Local TV is trying to hold on to a dwindling audience, and the best way to do that in our brain dead culture is to appeal to the lowest common denominator, hence-reporters sensationalizing sensationalism.

And sadly, there is a new crop of young television reporters who work in TV news for all the wrong reasons. They want to be “a star” . . . they look for ways to involve themselves in the story, to get face time, so the public will talk about them.

On that cheery note, I’m going to get a scotch.

 

TIM WHITE, INVESTIGATIVE REPORTER, EYEWITNESS NEWS, WPRI–TV 12: If someone allegedly used a dog as a weapon on anyone else and the police charged them for it, would news outlets cover it? The answer is yes. I do think big conversations have to be had with editors when considering running a story in which the reporter is the focus. But in this case it peeled back the curtain to the reporting process and what we saw on the video, unfortunately, rang of the truth.

This one was crystal clear, editorially speaking. Abbey and her photographer were in a public place trying to do their job. She didn’t attempt to follow the woman onto her property or into her home, from that standpoint they did everything right.

It’s a reminder that you cannot predict a situation. It also made me concerned for the “VJs” [video journalists] that markets are using more and more. These are the reporters that shoot, edit, and report all in one. How would that situation have played out if Abbey were alone? I think editors might want to think about that video when dealing with similar stories and say, “Maybe we shouldn’t send the reporter out solo on this one”. . . I was scared for Abbey and the photographer as I watched it unfold. It was a stark reminder how dangerous journalism can be.

 

RAYMOND WATSON, EXECUTIVE DIRECTOR, MOUNT HOPE NEIGHBORHOOD ASSOCIATION; CHIEF OF THE WAUCHAUNAT BAND OF THE NARRAGANSETT NATION: [I] think the media should take note of the fact that their reputation isn’t very good in many poor urban communities. To be very honest, there’s a lot of animosity from poor urban communities towards the media because of how our communities are often negatively portrayed, and many feel that the portrayal is consistently intentional.

[A]bout four years ago . . . I remember getting a phone call at about 7:30 am on a Saturday morning (a Saturday morning!!!) from a reporter about a shooting that had taken place in the neighborhood the night before. They wanted to interview me to see “what the community’s reaction was.” I told them that I would be willing to be interviewed, but only if equal time could be spent discussing the various positive things taking place in the neighborhood as well, mainly because I was concerned with the negative reputation that seemed to be cast upon Mt. Hope in general. They agreed and we set a time to meet later in the afternoon.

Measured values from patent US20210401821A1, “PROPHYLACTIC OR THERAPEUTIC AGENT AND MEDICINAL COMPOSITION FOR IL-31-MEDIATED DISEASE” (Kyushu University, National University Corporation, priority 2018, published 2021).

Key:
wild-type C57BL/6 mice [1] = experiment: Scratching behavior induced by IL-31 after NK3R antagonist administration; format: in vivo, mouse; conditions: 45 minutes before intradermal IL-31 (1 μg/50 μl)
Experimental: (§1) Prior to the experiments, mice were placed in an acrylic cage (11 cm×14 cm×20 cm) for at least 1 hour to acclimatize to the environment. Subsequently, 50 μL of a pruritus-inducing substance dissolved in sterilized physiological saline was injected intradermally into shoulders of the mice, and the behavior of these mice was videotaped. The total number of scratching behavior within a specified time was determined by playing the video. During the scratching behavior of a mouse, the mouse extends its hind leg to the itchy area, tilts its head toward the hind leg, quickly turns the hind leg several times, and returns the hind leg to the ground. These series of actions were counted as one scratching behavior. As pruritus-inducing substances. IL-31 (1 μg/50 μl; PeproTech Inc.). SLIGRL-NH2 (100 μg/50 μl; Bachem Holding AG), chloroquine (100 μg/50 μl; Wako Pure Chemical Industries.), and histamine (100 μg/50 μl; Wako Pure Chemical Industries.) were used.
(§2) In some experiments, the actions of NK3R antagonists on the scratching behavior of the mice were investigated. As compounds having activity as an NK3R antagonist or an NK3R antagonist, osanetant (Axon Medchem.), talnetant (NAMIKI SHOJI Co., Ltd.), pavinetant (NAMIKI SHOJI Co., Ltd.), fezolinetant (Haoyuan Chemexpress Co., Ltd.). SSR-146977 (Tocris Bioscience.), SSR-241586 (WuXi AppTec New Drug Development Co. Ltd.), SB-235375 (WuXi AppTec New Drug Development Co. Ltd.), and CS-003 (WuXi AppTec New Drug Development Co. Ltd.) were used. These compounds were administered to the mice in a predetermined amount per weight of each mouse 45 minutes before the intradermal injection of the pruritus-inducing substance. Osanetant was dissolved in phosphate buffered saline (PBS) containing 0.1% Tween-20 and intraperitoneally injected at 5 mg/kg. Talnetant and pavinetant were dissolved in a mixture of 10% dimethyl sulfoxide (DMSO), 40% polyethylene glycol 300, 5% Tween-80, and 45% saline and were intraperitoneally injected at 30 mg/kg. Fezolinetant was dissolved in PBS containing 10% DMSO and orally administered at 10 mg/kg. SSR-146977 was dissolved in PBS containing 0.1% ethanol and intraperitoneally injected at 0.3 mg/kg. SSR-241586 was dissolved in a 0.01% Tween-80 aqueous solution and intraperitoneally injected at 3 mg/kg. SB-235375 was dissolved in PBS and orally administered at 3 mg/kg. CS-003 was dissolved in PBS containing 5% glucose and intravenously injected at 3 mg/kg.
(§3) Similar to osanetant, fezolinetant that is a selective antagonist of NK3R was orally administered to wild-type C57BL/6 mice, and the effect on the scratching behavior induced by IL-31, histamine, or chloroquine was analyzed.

When I met with the reporter it turned out that they had decided to just send a camera guy to interview me and that he was going to take the footage back to be edited at the station. I reiterated to him the conditions under which I had agreed to be interviewed, to which he responded, “I’ll do my best, but the final say on what goes on air really isn’t up to me.” And so the interview commenced.

I remained true to my statement, discussing the shooting and acknowledging it as an issue, but also framing it in the context of it being something that was not as regular an occurrence as many might believe, or at least not as regular an occurrence as elements such as our summer basketball league, youth council initiative, etc.

After the interview was done, the cameraman thanked me for my time and informed me that he was unaware that so many positive things were happening in the neighborhood. I left the interview feeling like perhaps I had accomplished something good for the neighborhood that afternoon.

That is, of course, until I saw the piece that aired on the news that evening. Not only had they totally ignored all of the positive things I had said, but they exclusively focused on “ongoing violence” in the Mt. Hope community (which I had informed them was not as regular of an occurrence as they believed), only utilizing the portions where I had talked about how the violence was affecting the neighborhood.

I’ve. . . gone as far as to ask reporters in the past why they only seem to come around when something negative happens. The answer I routinely get is that “You have to let us know when that sort of stuff is going on because unless you inform us, we don’t know.” To which my response is “But I’ve never had to call any of you about a shooting or drug bust. You guys just magically appear.”